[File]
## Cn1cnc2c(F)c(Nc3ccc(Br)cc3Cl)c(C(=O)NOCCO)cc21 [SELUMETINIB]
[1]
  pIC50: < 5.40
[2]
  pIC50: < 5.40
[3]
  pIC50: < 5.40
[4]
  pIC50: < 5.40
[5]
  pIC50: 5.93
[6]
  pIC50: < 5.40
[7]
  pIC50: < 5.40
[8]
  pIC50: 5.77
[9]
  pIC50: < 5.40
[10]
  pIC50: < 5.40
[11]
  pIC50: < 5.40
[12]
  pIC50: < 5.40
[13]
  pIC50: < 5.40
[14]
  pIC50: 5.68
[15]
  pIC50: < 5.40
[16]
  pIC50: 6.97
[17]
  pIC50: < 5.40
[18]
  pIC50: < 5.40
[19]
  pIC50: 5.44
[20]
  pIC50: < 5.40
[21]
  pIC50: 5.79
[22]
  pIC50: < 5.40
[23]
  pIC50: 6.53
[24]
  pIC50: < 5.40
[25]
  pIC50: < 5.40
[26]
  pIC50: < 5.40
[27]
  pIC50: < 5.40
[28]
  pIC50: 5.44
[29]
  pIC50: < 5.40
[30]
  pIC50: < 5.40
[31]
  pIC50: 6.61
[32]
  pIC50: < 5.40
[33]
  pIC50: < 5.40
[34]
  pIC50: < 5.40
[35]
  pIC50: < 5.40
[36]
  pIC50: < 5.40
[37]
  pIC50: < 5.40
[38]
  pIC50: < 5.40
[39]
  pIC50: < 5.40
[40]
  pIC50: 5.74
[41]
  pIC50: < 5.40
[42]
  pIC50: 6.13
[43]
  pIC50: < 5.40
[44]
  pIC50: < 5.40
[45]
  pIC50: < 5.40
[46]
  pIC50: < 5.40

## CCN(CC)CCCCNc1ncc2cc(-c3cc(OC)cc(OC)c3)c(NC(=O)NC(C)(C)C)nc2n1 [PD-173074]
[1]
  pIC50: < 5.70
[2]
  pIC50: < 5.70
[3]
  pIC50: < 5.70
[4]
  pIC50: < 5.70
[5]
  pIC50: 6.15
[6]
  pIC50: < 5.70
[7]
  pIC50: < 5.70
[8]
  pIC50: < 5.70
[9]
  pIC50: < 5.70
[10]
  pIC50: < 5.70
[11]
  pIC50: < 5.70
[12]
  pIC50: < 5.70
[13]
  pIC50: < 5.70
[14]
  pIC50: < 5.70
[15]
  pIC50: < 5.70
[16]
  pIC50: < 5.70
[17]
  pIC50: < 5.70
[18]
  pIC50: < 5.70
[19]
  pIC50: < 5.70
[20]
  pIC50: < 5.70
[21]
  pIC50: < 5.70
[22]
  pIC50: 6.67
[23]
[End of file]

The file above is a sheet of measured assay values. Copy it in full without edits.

## Cn1cnc2c(F)c(Nc3ccc(Br)cc3Cl)c(C(=O)NOCCO)cc21 [SELUMETINIB]
[1]
  pIC50: < 5.40
[2]
  pIC50: < 5.40
[3]
  pIC50: < 5.40
[4]
  pIC50: < 5.40
[5]
  pIC50: 5.93
[6]
  pIC50: < 5.40
[7]
  pIC50: < 5.40
[8]
  pIC50: 5.77
[9]
  pIC50: < 5.40
[10]
  pIC50: < 5.40
[11]
  pIC50: < 5.40
[12]
  pIC50: < 5.40
[13]
  pIC50: < 5.40
[14]
  pIC50: 5.68
[15]
  pIC50: < 5.40
[16]
  pIC50: 6.97
[17]
  pIC50: < 5.40
[18]
  pIC50: < 5.40
[19]
  pIC50: 5.44
[20]
  pIC50: < 5.40
[21]
  pIC50: 5.79
[22]
  pIC50: < 5.40
[23]
  pIC50: 6.53
[24]
  pIC50: < 5.40
[25]
  pIC50: < 5.40
[26]
  pIC50: < 5.40
[27]
  pIC50: < 5.40
[28]
  pIC50: 5.44
[29]
  pIC50: < 5.40
[30]
  pIC50: < 5.40
[31]
  pIC50: 6.61
[32]
  pIC50: < 5.40
[33]
  pIC50: < 5.40
[34]
  pIC50: < 5.40
[35]
  pIC50: < 5.40
[36]
  pIC50: < 5.40
[37]
  pIC50: < 5.40
[38]
  pIC50: < 5.40
[39]
  pIC50: < 5.40
[40]
  pIC50: 5.74
[41]
  pIC50: < 5.40
[42]
  pIC50: 6.13
[43]
  pIC50: < 5.40
[44]
  pIC50: < 5.40
[45]
  pIC50: < 5.40
[46]
  pIC50: < 5.40

## CCN(CC)CCCCNc1ncc2cc(-c3cc(OC)cc(OC)c3)c(NC(=O)NC(C)(C)C)nc2n1 [PD-173074]
[1]
  pIC50: < 5.70
[2]
  pIC50: < 5.70
[3]
  pIC50: < 5.70
[4]
  pIC50: < 5.70
[5]
  pIC50: 6.15
[6]
  pIC50: < 5.70
[7]
  pIC50: < 5.70
[8]
  pIC50: < 5.70
[9]
  pIC50: < 5.70
[10]
  pIC50: < 5.70
[11]
  pIC50: < 5.70
[12]
  pIC50: < 5.70
[13]
  pIC50: < 5.70
[14]
  pIC50: < 5.70
[15]
  pIC50: < 5.70
[16]
  pIC50: < 5.70
[17]
  pIC50: < 5.70
[18]
  pIC50: < 5.70
[19]
  pIC50: < 5.70
[20]
  pIC50: < 5.70
[21]
  pIC50: < 5.70
[22]
  pIC50: 6.67
[23]